or if youre comfortable with implicit typing:

Heres how to enumerate the result:

Enumerable.GroupBy works by reading the input elements into a temporary dictionary of lists so that all elements with the same key end up in the same sublist. It then emits a sequence of groupings. A grouping is a sequence with a Key property:

By default, the elements in each grouping are untransformed input elements, unless you specify an elementSelector argument. The following projects each input element to uppercase:

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Medium 9781571206220

Blueberries and Butterscotch

Kim Schaefer C&T Publishing ePub

Quilted by Diane Minkley


Brighten any room with this graphic wall quilt with a contemporary twist. Super simple cutting and piecing make this quilt go together quickly and easily. This is a great project for beginning quilters.

¼ yard black for pieced blocks

2½ yards total assorted brights for pieced blocks

3½ yards for backing and binding

54″ × 54″ batting

Cut 25 squares 2½″ × 2½″ from the black for the pieced blocks.

Cut from the assorted brights for the pieced blocks:

25 squares 2½″ × 2½″

25 rectangles 2½″ × 6½″

25 rectangles 2½″ × 10½″

25 rectangles 6½″ × 10½″

1. Piece the block as shown. Press. Make 19 blocks.

Step 1

Step 2

2. Piece the block as shown. Press. Make 6 blocks.

Step 1

Step 2

1. Arrange and sew together the blocks in 5 rows of 5 blocks each. Press.

2. Sew together the rows to form the quilt top.

1. Layer the quilt top with batting and backing. Baste or pin.

2. Quilt as desired and bind.

Putting It All Together

Quilted by Diane Minkley

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Medium 9781781603918


Edmund von Mach Parkstone International PDF



ientras Fidias de Atenas luchaba por expresar una visión de los dioses y semidioses, algunos de sus contemporáneos tomaron una dirección diferente. Parece que pensaron que un cuerpo es bello por sí mismo y bien merece un estudio detallado. La cuestión para ellos no era «¿cuál es el pensamiento más noble que puede expresar un cuerpo?» sino « ¿cuál es la mejor forma de representar el cuerpo en sí?».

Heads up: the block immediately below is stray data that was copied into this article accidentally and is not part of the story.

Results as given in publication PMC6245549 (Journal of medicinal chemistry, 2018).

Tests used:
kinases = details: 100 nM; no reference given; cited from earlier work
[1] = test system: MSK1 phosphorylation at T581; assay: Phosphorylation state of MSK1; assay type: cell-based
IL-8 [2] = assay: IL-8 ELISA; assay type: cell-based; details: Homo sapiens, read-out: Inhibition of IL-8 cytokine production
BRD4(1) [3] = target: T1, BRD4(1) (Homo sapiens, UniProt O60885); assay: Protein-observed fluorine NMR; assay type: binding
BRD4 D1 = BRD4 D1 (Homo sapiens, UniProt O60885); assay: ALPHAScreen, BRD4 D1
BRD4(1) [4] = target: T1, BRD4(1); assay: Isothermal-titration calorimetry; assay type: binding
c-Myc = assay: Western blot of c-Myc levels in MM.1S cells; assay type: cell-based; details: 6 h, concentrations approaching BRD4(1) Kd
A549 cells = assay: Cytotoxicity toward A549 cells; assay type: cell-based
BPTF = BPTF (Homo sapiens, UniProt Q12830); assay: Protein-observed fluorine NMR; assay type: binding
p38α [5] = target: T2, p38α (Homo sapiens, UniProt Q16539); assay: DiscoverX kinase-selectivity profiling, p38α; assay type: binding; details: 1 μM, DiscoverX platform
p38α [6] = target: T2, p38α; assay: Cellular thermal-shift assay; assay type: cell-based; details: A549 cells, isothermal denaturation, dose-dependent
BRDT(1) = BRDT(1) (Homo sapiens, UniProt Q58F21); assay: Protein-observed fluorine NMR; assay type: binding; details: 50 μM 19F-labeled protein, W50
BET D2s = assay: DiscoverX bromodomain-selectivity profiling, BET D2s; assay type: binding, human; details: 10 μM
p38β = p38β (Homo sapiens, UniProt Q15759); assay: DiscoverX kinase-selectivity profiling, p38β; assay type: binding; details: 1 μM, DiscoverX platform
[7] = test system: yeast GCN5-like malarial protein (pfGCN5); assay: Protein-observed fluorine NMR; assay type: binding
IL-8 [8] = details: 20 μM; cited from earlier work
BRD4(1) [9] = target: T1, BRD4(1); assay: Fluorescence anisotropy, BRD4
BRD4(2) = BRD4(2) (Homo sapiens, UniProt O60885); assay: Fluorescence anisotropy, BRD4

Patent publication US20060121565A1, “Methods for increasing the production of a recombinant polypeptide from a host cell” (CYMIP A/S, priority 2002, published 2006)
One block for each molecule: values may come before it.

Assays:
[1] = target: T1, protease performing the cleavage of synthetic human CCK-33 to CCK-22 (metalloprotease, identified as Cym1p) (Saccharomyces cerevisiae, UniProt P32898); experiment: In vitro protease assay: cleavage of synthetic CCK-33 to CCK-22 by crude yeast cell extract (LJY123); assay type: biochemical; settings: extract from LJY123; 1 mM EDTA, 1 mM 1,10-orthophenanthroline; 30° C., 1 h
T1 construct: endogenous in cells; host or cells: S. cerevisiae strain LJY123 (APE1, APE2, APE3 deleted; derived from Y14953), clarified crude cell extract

Los hombres como Fidias y sus colegas más cercanos fueron bendecidos con la inconciencia del mejor modo de esculpir la forma humana; la profundidad de sus pensamientos ennoblecían cualquier vehículo que utilizaran. En manos de hombres inferiores, la práctica de

Fidias podría no haber tenido éxito, de no ser por la influencia beneficiosa de otra escuela.

Esta escuela estaba encabezada por Policleto de Argos, un hombre que no tenía rival en conocimientos técnicos y científicos, pero que se impacientaba ante la enormidad de las ideas que hacen que el hombre se eleve sobre las demás criaturas. «El verdadero arte», dice Ruskin, «emana del corazón y se alía con la cabeza, inferior al corazón, y con la mano, y así sale a la luz el hombre». Todo el arte de Fidias emanaba del corazón, es decir, del alma, del lado más noble del hombre. Hizo un poderoso llamamiento a aquellas personas que tenían vigor y sinceridad en las emociones. El arte de Argos emanaba de la cabeza, a la que se le une la habilidad de las manos como un poderoso aliado. El Dr. Waldstein, en un reciente artículo sobre Policleto, llega a la conclusión de que éste era el escultor griego de la belleza par excellence. Puede que así sea, pero la suya era una belleza meramente física, agradable de contemplar cuando está en su mejor momento, como en los fragmentos del Heraion Argivo (que puede que fuera obra suya), pero nunca es sinónimo de bondad y nobleza, cuyo contacto hace a los hombres mejores y más felices.